Meditation in Everyday Life
by Christopher Lloyd Clarke
A lesson from a stressed-out masseurI recently treated myself to a relaxing massage. I’ve had plenty of massages before, but this one took me down a path that I did not expect.
There I am, lying face down on the massage table. The candles are lit, gentle music is playing and everything seems just as it should be, until the masseur entered the room.
Suddenly, and inexplicably, I felt strangely on edge. The masseur (we’ll call her Carol) somehow seemed "off". I decided to put it out of my mind and I did my best to relax and just enjoy the massage.
Carol and I got to chatting and at some point along the way I mentioned that I meditate. Suddenly Carol paused and a strange silence filled the room. You could almost hear the gears in her mind clicking away. When she finally spoke, I could literally hear the tears welling up in her eyes...
She spoke quietly, but nervously...
"I’m so stressed. I wish I could meditate".
She didn’t stop there...
"I can’t sleep at night. I wake up five or six times. It takes me ages to get to sleep. I just can’t stop my mind from planning everything that I have to do".
I admit that at first I was a little uncomfortable about this situation. Carol was a massage therapist and her job is to help people relax and heal. I suddenly found myself in the position of being the unexpected confidant of someone who was anything but relaxed – the last thing I expected from my massage session.
But I quickly realized that Carol needed help, so I asked her the most straightforward question I could think of, "Have you ever tried meditation"?
Carol replied with the most common response known to man, "Oh I just don't have time", and she explained in great detail just how busy she was. There was no denying that her life was packed full, and that for her, finding the time to meditate was going to be a big challenge. Carol needed a technique that she could use without taking up any more of her day.
"Have you heard of mindfulness meditation?
" I asked.
She had not.
"Mindfulness meditation is something you can do almost anywhere, anytime. It’s all about bringing your attention right here into the present moment so that you can free yourself from getting lost in the barrage of thoughts that are flying through your mind."
Carol didn’t say much, so I went on.
"Just listen to that music for a few seconds. Really listen to it."
A few seconds went by.
"Were you thinking while you were listening?" I asked.
"Not really", she replied. "I was listening pretty intensely so there wasn’t much room for anything else. But I don’t think I could keep that up for very long".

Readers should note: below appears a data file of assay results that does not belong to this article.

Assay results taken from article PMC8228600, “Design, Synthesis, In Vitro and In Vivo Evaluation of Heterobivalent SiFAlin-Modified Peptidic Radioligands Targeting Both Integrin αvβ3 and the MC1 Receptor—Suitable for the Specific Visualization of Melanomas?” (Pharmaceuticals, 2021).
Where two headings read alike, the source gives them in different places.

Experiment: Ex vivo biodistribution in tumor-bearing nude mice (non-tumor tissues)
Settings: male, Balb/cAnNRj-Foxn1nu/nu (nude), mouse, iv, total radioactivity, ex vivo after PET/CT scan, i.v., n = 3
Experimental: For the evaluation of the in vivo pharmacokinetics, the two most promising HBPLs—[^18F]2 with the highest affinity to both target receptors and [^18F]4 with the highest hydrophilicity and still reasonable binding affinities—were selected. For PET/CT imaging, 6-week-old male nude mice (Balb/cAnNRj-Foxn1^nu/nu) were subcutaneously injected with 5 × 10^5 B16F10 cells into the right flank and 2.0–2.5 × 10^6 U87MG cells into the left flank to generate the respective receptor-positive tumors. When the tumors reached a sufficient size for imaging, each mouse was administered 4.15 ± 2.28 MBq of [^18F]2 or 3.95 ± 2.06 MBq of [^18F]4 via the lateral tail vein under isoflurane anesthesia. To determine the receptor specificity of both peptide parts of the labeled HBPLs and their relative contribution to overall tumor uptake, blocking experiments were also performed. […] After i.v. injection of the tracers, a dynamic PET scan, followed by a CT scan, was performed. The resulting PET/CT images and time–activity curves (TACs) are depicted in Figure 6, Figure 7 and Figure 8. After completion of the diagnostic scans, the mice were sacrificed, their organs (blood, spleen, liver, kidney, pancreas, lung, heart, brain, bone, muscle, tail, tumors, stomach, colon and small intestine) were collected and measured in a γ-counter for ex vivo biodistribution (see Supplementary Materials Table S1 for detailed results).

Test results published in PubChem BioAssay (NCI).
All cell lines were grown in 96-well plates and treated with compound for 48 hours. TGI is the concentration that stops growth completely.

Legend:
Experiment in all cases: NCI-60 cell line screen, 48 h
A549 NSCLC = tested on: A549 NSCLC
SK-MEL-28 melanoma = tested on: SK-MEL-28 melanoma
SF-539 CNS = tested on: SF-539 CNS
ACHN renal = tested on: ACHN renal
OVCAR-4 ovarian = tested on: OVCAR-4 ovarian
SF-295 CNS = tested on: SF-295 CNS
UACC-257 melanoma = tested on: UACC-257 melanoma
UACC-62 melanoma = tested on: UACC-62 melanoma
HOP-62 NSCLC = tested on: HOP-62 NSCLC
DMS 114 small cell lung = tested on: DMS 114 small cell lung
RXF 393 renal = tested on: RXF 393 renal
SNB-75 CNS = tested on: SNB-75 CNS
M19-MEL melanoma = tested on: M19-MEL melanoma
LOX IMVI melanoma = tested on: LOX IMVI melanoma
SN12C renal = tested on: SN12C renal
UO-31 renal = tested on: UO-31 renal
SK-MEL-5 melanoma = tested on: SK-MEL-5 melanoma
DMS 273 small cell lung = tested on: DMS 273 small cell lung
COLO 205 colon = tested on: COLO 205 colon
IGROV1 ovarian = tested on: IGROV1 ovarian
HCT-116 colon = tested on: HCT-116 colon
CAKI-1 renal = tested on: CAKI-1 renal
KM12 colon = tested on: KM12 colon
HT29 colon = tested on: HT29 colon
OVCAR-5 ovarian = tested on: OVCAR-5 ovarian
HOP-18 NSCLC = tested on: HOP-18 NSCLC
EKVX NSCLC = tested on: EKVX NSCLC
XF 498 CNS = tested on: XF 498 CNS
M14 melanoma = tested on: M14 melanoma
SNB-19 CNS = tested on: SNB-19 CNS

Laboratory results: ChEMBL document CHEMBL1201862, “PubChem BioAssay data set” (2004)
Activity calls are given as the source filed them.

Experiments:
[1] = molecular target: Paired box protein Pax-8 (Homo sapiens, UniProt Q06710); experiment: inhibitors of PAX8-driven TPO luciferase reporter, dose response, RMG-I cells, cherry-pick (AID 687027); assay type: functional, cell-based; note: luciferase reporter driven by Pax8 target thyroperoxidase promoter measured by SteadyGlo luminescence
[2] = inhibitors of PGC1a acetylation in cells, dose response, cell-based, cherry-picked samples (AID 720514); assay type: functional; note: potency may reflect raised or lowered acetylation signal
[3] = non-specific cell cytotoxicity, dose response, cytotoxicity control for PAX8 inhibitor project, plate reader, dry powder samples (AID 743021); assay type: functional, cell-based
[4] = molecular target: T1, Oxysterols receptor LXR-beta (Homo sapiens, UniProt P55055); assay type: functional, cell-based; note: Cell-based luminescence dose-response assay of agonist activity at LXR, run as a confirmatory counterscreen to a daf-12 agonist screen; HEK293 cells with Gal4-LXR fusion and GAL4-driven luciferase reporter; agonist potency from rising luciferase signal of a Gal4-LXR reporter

I was starting to get on a roll here, and I could tell by Carol’s tone of voice that she was paying close attention to what I was saying. "If you can do it for 10 seconds then you can learn to do it for 30 seconds, then a minute, then ten minutes. It will just take some practice."
Carol responded quickly, "But I don’t have time to practice!"
For a brief moment I felt stuck. We were back to the "I don’t have time" argument. How was I going to get Carol past this?
Then it struck me. A solution so simple and obvious that I couldn’t believe that I didn’t come up with it earlier. I was so excited about this idea that I spoke quite forcefully.
"Carol, you are going to meditate on your hands while you do massage."
"What do you mean exactly?" She asked.
"I mean that while you do massage you will focus all your attention on the sensations in your hands. Feel them move. Feel your muscles stretching. Pay absolute attention to what you are touching and how that feels. Just like you did with the music, bring your attention into this present moment by concentrating on something “here and now”. And every time you catch your mind wandering off you will just bring your attention back to your hands."
Carol was quiet for a moment. "Do you really think that’s going to work?" She asked.
"Absolutely. It makes so much sense. You do massage for a living, so you already spend loads of time in a quiet, candle-lit room, and I’ll bet that half of your clients don’t speak to you at all."
"Yep – half of them just fall asleep", she said.
"So you have the perfect opportunity to practice mindfulness meditation every day without it taking a single second away from your busy schedule. You should be able to become an accomplished meditator quite quickly, considering how much time you actually spend doing massage."
Carol was not just out of excuses, by this time she was genuinely excited about the idea of mindfulness meditation.
I had one final tip for her – something that would help put an end to her insomnia.
"There’s one other thing you can do that will help you sleep at night. By meditating on your hands each day, you’re going to build up a subconscious connection between the feeling of your hands rubbing, and the feeling of having a clear, calm mind. So when you go to bed at night, just rub your fingers together gently. You’ll trigger that subconscious association and you’ll find yourself relaxing very quickly."My time with Carol reminded me of just how useful mindfulness meditation can be during everyday life. Most of us perform some simple task that can be transformed into a totally enriching, totally relaxing experience through mindfulness.
Your morning walk to the train station – be mindful of your feet as they strike the pavement.
Your afternoon coffee – be completely mindful of the taste, the texture of the liquid, the aroma.
Folding your washing, preparing a meal, listening to music, watching traffic. There is stillness and peace to be found in every moment of your life. Mindfulness is the key.